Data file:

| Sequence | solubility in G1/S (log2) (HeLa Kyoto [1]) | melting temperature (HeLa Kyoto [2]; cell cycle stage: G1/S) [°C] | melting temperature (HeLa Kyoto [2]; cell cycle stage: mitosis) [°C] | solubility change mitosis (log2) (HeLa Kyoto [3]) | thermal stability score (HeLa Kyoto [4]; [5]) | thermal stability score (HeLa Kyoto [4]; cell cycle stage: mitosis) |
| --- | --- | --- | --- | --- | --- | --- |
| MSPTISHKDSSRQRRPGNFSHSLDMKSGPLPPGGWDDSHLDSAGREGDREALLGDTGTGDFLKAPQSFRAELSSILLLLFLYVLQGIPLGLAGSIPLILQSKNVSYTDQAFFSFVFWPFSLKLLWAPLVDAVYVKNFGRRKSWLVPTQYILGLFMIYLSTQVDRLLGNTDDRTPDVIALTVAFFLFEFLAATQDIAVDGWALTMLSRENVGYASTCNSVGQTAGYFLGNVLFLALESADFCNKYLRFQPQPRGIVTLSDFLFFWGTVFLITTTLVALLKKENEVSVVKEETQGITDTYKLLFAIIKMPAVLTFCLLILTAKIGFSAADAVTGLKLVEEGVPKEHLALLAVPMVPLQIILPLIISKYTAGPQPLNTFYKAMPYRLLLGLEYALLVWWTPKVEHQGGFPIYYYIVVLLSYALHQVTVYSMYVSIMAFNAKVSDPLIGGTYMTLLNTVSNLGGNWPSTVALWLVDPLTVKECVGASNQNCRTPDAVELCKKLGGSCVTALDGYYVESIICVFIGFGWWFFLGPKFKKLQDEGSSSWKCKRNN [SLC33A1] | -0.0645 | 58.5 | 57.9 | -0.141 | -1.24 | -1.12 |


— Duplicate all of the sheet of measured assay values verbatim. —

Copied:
| Sequence | solubility in G1/S (log2) (HeLa Kyoto [1]) | melting temperature (HeLa Kyoto [2]; cell cycle stage: G1/S) [°C] | melting temperature (HeLa Kyoto [2]; cell cycle stage: mitosis) [°C] | solubility change mitosis (log2) (HeLa Kyoto [3]) | thermal stability score (HeLa Kyoto [4]; [5]) | thermal stability score (HeLa Kyoto [4]; cell cycle stage: mitosis) |
| --- | --- | --- | --- | --- | --- | --- |
| MSPTISHKDSSRQRRPGNFSHSLDMKSGPLPPGGWDDSHLDSAGREGDREALLGDTGTGDFLKAPQSFRAELSSILLLLFLYVLQGIPLGLAGSIPLILQSKNVSYTDQAFFSFVFWPFSLKLLWAPLVDAVYVKNFGRRKSWLVPTQYILGLFMIYLSTQVDRLLGNTDDRTPDVIALTVAFFLFEFLAATQDIAVDGWALTMLSRENVGYASTCNSVGQTAGYFLGNVLFLALESADFCNKYLRFQPQPRGIVTLSDFLFFWGTVFLITTTLVALLKKENEVSVVKEETQGITDTYKLLFAIIKMPAVLTFCLLILTAKIGFSAADAVTGLKLVEEGVPKEHLALLAVPMVPLQIILPLIISKYTAGPQPLNTFYKAMPYRLLLGLEYALLVWWTPKVEHQGGFPIYYYIVVLLSYALHQVTVYSMYVSIMAFNAKVSDPLIGGTYMTLLNTVSNLGGNWPSTVALWLVDPLTVKECVGASNQNCRTPDAVELCKKLGGSCVTALDGYYVESIICVFIGFGWWFFLGPKFKKLQDEGSSSWKCKRNN [SLC33A1] | -0.0645 | 58.5 | 57.9 | -0.141 | -1.24 | -1.12 |